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Ceremony christens first C-17 in Pacific Air Forces

  • Published
The first of eight C-17 Globemaster III cargo jets arrived here Feb. 8 for its christening and Hawaiian blessing before a crowd of spectators and distinguished visitors from the local and military communities.

15th Airlift Wing Airmen and members of the 154th Wing, Hawaii Air National Guard flew the C-17 together, signifying a new era of “total force integration.”

“It was a logical step for us to invite the Guard in this adventure,” said Gen. Paul V. Hester, Pacific Air Forces commander. “We’ll have Guardsmen working side-by-side with active duty in maintaining and flying the airplane just as we did today on its first mission.”

The new squadron of C-17s will dramatically increase the military’s capability to rapidly deploy valuable assets anywhere in the Pacific.

“To be partnered up with the Air Force in this fashion with our Air Guard is a first-of-a-kind partnership and we are really proud of that,” said Hawaii Gov. Linda Lingle.

When asked if this aircraft would see combat missions, General Hester said, “These planes are strategic airlift, meaning they will fly all over the world. So consequently they will do whatever mission is on their plate. It could be taking supplies to our forces in Japan and Korea, or it could be landing in the desert in Afghanistan. Our Hawaii crews are going to be involved in everything this aircraft was designed to do.”

Pre-ceremony entertainment included music from the Royal Hawaiian Band, conch shell blowing, a Chinese lion dance and cultural dance performances of Japan, South Korea and the Philippines.

Shortly before the C-17 taxied to the stands, the Kamehameha Children’s Chorus sang several songs followed by the Halau Hula Dancers, a local youth group who danced in traditional attire and performed as the new jet pulled to a stop.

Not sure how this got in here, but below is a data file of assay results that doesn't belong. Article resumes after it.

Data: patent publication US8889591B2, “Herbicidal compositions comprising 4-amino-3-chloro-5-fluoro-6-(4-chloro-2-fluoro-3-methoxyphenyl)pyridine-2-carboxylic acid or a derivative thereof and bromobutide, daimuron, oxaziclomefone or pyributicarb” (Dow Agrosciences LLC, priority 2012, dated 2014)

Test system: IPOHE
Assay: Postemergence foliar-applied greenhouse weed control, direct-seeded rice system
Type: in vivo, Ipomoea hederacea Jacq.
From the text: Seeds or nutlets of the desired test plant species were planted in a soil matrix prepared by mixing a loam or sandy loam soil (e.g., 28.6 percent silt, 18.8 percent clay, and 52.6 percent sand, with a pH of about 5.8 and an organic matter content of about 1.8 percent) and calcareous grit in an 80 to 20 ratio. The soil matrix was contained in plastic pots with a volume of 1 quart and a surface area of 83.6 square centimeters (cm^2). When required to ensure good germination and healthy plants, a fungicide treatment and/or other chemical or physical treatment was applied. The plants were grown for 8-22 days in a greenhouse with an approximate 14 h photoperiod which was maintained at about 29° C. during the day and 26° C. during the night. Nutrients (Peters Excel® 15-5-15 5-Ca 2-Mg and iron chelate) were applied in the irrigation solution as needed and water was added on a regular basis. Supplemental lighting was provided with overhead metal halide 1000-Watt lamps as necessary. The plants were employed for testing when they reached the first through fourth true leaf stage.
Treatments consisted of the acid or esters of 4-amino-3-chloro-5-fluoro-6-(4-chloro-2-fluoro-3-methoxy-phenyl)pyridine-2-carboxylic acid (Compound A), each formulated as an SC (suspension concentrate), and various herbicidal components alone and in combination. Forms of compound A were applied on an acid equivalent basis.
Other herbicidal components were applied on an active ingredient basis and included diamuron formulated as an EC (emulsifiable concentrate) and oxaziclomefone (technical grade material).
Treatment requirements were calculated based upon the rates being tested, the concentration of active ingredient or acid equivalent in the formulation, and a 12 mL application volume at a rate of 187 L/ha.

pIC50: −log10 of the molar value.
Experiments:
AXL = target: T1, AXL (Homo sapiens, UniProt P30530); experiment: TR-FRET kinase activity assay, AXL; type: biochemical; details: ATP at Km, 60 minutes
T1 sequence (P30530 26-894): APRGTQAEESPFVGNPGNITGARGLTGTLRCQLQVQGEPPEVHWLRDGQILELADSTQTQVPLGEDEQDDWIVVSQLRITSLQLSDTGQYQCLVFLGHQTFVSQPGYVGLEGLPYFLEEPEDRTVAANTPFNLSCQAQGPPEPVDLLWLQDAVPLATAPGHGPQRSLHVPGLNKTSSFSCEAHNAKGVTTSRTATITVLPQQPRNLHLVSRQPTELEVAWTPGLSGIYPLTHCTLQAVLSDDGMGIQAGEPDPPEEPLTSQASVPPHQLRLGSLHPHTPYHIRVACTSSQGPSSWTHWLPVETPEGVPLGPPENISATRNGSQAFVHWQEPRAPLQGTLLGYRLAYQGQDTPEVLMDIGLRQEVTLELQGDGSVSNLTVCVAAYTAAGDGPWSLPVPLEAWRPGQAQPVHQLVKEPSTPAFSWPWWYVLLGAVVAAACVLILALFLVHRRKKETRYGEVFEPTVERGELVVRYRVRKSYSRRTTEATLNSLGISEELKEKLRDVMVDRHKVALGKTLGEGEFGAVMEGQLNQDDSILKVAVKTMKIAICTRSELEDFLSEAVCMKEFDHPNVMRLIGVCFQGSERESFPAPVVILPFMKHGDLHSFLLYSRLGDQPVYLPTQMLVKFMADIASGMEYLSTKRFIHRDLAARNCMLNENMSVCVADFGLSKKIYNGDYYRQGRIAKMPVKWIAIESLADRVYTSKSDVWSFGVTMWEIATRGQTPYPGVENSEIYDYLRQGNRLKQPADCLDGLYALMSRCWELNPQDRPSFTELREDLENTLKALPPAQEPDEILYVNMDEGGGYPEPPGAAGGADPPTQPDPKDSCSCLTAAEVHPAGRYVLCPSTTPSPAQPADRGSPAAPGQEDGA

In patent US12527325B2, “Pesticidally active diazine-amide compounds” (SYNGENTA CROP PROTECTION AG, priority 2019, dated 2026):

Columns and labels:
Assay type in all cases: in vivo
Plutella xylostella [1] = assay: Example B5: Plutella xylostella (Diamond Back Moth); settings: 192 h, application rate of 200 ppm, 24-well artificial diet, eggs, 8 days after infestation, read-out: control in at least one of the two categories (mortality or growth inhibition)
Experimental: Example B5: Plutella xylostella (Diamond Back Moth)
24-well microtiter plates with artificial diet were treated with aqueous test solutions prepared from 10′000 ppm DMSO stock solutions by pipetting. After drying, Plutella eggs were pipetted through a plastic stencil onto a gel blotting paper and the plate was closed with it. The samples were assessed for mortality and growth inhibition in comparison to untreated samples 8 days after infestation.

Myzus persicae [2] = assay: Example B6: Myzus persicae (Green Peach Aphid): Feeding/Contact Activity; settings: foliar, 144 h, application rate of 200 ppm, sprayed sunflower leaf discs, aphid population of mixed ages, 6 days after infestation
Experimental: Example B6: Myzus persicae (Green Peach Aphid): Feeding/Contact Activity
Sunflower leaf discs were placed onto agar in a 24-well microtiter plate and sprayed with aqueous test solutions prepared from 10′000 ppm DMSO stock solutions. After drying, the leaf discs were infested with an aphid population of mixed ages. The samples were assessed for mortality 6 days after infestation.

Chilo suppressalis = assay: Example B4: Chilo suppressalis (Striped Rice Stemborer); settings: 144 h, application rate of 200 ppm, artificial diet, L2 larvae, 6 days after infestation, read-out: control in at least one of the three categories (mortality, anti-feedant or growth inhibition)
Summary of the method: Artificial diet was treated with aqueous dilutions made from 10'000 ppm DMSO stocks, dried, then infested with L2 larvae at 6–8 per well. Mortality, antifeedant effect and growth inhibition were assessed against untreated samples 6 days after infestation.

Brig. Gen. Peter S. Pawling, commander of the 154th Wing, and Col. William J. Changose, commander of the 15th Airlift Wing, unveiled the C-17, named the “Spirit of Hawaii, Ke Aloha.”

After receiving a traditional Hawaiian blessing, the aircraft opened and ceremony attendees walked through to view their new aircraft.

"We're really excited about this partnership with the 15th Airlift Wing,” General Pawling said. “It will combine the best strengths that the Air National Guard and the active duty have to offer -- the long-term stability and expertise of the Guard work force and the fresh ideas and enthusiasm that active-duty Airmen will bring.”

The arrival of the C-17 marks many firsts for the Air Force, including the first C-17 squadron created from scratch, the first non-continental U.S. C-17 base and the first strategic airlift wing for PACAF.

“Total force is alive here today,” Colonel Changose said. “The U.S. Air Force and United States at large is going to benefit from the partnership between the 15th Airlift Wing and the 154th Wing.”

“We're one team first,” said General Pawling. “Then we're the Hawaii Air Guard and active duty. I honestly could not think of a better place to forge this partnership than here in Hawaii, where we have such long established ties at Hickam between the Hawaii Air National Guard, our active duty hosts and PACAF.”